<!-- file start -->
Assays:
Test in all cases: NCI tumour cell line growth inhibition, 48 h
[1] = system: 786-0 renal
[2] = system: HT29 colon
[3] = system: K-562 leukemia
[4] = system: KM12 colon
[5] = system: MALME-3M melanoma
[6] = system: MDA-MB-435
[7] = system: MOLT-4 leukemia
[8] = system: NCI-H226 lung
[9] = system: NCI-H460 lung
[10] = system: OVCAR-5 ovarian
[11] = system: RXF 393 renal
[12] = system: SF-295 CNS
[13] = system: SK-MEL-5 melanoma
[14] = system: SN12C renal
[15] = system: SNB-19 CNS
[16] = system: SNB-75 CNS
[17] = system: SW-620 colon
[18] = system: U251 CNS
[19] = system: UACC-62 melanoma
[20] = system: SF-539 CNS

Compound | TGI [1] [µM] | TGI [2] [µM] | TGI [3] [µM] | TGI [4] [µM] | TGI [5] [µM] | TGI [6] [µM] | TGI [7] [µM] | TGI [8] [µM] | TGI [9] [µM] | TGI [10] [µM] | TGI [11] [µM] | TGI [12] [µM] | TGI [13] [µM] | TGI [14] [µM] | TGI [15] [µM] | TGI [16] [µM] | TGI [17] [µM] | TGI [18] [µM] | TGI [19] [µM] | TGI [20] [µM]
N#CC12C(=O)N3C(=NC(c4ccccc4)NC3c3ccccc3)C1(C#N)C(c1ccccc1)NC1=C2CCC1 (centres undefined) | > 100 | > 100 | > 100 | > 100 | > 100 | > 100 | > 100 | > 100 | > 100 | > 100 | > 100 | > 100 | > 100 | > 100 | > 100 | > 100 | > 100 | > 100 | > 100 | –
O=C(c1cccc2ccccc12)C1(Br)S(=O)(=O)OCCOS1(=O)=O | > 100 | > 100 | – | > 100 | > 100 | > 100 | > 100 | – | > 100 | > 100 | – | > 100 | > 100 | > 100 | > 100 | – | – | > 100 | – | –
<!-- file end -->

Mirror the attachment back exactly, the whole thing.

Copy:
Assays:
Test in all cases: NCI tumour cell line growth inhibition, 48 h
[1] = system: 786-0 renal
[2] = system: HT29 colon
[3] = system: K-562 leukemia
[4] = system: KM12 colon
[5] = system: MALME-3M melanoma
[6] = system: MDA-MB-435
[7] = system: MOLT-4 leukemia
[8] = system: NCI-H226 lung
[9] = system: NCI-H460 lung
[10] = system: OVCAR-5 ovarian
[11] = system: RXF 393 renal
[12] = system: SF-295 CNS
[13] = system: SK-MEL-5 melanoma
[14] = system: SN12C renal
[15] = system: SNB-19 CNS
[16] = system: SNB-75 CNS
[17] = system: SW-620 colon
[18] = system: U251 CNS
[19] = system: UACC-62 melanoma
[20] = system: SF-539 CNS

Compound | TGI [1] [µM] | TGI [2] [µM] | TGI [3] [µM] | TGI [4] [µM] | TGI [5] [µM] | TGI [6] [µM] | TGI [7] [µM] | TGI [8] [µM] | TGI [9] [µM] | TGI [10] [µM] | TGI [11] [µM] | TGI [12] [µM] | TGI [13] [µM] | TGI [14] [µM] | TGI [15] [µM] | TGI [16] [µM] | TGI [17] [µM] | TGI [18] [µM] | TGI [19] [µM] | TGI [20] [µM]
N#CC12C(=O)N3C(=NC(c4ccccc4)NC3c3ccccc3)C1(C#N)C(c1ccccc1)NC1=C2CCC1 (centres undefined) | > 100 | > 100 | > 100 | > 100 | > 100 | > 100 | > 100 | > 100 | > 100 | > 100 | > 100 | > 100 | > 100 | > 100 | > 100 | > 100 | > 100 | > 100 | > 100 | –
O=C(c1cccc2ccccc12)C1(Br)S(=O)(=O)OCCOS1(=O)=O | > 100 | > 100 | – | > 100 | > 100 | > 100 | > 100 | – | > 100 | > 100 | – | > 100 | > 100 | > 100 | > 100 | – | – | > 100 | – | –